On March 14, 2019, CMS issued “Technical Corrections” to address errors in the 2019 Final Medicare Physician Fee Schedule (“MPFS”) published on November 23, 2018. One of these corrections addresses “incident to” billing by clinical staff, and has important implications for Remote Patient Monitoring under CPT Code 99457.
This Advisory Opinion demonstrates OIG’s willingness to remove barriers to adoption of healthcare technologies - such as lack of access to a smartphone - that may improve patient outcomes and reduce overall costs of care.
On December 12, 2018, Congress passed the 2018 Farm Bill (The “Agriculture Improvement Act of 2018” or the “Bill”), which includes provisions that exempt Cannabis plants with lower than 0.3% THC content (also called “Hemp”) from the Controlled Substances Act (CSA). Once signed into law, the Farm Bill effectively legalizes the production, commercialization, and interstate shipment and sale of hemp and hemp-derived products like cannabidiol or “CBD”. Each state (including Indian Tribes and U.S. Territories) will eventually be able to regulate hemp production like any other agricultural commodity, as long as the U.S. Department of Agriculture (USDA) approves its plan to monitor and regulate the plant’s production.
The final 2019 Medicare Physician Fee Schedule (the “Rule”), released on November 1st, creates three new codes in the category of Chronic Care Remote Physiologic Monitoring (“CCRPM”) for (1) initial set-up and patient education, (2) initial device supply, and (3) monitoring data and interacting with patients or caregivers.
The final 2019 Medicare Physician Fee Schedule, released by CMS on November 1, 2018, includes a new code that physicians may use to bill for remote evaluation of images to determine whether or not an in-person office visit is necessary. Learn more about HCPCS Code G2010 and how it can be used in medical practices.
In its Final Rule for the 2019 Medicare Physician Fee Schedule released on Friday, CMS introduced a new code, HCPCS G2012, allowing physicians and other qualified healthcare professionals (“QHCPs”) to be reimbursed for “virtual check-ins” with patients who aren’t sure whether or not their symptoms warrant an in-office visit. Learn more about virtual check-ins and how they can be used by practices.
In Virginia (and in many other states), NPs who do not have an autonomous practice must practice under the direct supervision of a physician as part of a patient care team, pursuant to what is called a “Practice Agreement,” or, “Collaborative Practice Agreement.” A Practice Agreement is an agreement between an NP and the NP’s supervising physician that describes the relationship between the parties, including the procedures to be followed and acts to be performed by the NP in the course of providing care to patients.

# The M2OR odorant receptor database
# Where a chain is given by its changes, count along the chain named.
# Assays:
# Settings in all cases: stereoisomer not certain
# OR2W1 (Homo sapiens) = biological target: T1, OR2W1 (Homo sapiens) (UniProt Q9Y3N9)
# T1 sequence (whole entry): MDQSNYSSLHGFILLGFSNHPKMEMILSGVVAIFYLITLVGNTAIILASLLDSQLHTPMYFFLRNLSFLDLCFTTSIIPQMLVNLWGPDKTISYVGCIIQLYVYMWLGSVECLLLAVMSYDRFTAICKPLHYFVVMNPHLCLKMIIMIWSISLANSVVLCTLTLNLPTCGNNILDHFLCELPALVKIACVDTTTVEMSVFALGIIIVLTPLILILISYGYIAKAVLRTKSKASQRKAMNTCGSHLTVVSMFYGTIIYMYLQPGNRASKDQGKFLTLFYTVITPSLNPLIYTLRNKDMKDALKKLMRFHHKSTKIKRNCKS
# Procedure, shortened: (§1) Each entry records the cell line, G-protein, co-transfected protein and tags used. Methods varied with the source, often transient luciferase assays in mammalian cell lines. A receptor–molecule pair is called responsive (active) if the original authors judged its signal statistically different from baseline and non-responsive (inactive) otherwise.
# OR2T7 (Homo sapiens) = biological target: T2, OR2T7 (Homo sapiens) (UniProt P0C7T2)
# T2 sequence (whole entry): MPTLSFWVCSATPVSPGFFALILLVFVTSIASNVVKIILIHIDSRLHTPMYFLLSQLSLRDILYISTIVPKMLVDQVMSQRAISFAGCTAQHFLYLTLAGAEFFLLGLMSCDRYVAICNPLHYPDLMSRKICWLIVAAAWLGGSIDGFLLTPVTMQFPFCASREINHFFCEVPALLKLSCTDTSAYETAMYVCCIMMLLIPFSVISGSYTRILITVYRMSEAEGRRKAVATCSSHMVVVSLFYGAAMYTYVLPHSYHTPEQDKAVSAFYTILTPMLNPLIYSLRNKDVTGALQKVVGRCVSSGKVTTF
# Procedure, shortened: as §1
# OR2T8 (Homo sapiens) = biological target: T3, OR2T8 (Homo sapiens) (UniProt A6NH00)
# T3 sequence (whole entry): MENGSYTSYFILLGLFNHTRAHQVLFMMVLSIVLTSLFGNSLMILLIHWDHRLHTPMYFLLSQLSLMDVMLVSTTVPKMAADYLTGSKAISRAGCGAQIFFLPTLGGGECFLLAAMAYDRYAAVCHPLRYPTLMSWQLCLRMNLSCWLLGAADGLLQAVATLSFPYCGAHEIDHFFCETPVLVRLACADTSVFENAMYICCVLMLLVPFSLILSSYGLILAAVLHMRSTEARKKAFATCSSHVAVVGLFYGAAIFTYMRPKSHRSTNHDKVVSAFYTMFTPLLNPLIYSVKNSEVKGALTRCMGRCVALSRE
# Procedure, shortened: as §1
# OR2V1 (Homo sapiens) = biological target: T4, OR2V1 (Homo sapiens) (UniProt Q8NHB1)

CMS recently released a Proposed Rule suggesting significant changes to the Medicare Shared Savings Program, aimed at accelerating the path for providers participating in a Medicare ACO to take on risk for the cost and care of their patient populations. The following is a summary of key changes proposed to the MSSP.
Ostendio, a leading provider of cybersecurity and risk management solutions, today announced that they have partnered with Nixon Law Group, a boutique healthcare law firm headquartered in Virginia, to make it easier for organizations to comply with the ever-changing healthcare privacy regulatory requirements. This partnership brings together a leading-edge software platform with top-tier healthcare attorneys to help organizations better navigate the highly regulated healthcare industry.
Act Fast – State deadline is July 1st!
Tax credits are a great way to increase cash flow for your business, and it may come as a surprise to many that millions of dollars go unclaimed each year.
If you’re a high growth start-up or early stage business engaging in research and development (R&D), you’re likely leaving State and Federal money on the table. Continue reading to see if you qualify for tax credits to help you propel your business.
In April 2018, Governor Ralph Northam signed House Bill 793, which will allow Virginia nurse practitioners (NPs) with the equivalent of five years of full-time practice with a collaborating physician to be certified to practice independently. What does this mean for NPs in Virginia? Practically speaking, if a nurse practitioner meets the qualifications and makes the appropriate filings with the Board of Nursing, he or she can open up an independent practice to provide care in their community. This change aligns Virginia law with more than twenty other states across the country in adopting full practice authority and is expected to expand access to affordable primary care to thousands of Virginians.
Beginning on May 25, 2018, HIPAA won’t be the only healthcare data security standard with which U.S. companies have to comply. Medical practices, digital healthcare companies, and vendors (e.g., electronic health records companies, medical billing companies, and cloud services companies) that do business in the healthcare sector and collect data from European citizens will be required to comply with the new EU General Data Protection Regulation (the “GDPR”). A recent Reuters article called the implementation of these regulations “the biggest overhaul of online privacy since the birth of the internet.”